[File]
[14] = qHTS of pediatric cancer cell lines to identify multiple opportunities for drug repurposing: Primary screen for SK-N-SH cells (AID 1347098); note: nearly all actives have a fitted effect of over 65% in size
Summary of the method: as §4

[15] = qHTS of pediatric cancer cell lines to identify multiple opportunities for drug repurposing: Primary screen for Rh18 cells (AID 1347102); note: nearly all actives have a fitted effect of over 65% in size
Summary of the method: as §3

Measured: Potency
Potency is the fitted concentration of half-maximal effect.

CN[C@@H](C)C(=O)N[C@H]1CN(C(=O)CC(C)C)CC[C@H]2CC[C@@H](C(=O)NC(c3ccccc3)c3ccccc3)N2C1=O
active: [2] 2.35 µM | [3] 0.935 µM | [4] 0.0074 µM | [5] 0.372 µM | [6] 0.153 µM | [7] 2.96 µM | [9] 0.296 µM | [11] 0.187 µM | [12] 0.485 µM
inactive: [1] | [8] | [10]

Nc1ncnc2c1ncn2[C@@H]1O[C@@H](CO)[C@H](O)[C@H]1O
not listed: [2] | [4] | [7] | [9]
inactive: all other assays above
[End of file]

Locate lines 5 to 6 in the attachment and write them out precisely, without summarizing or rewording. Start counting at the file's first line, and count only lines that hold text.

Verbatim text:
Measured: Potency
Potency is the fitted concentration of half-maximal effect.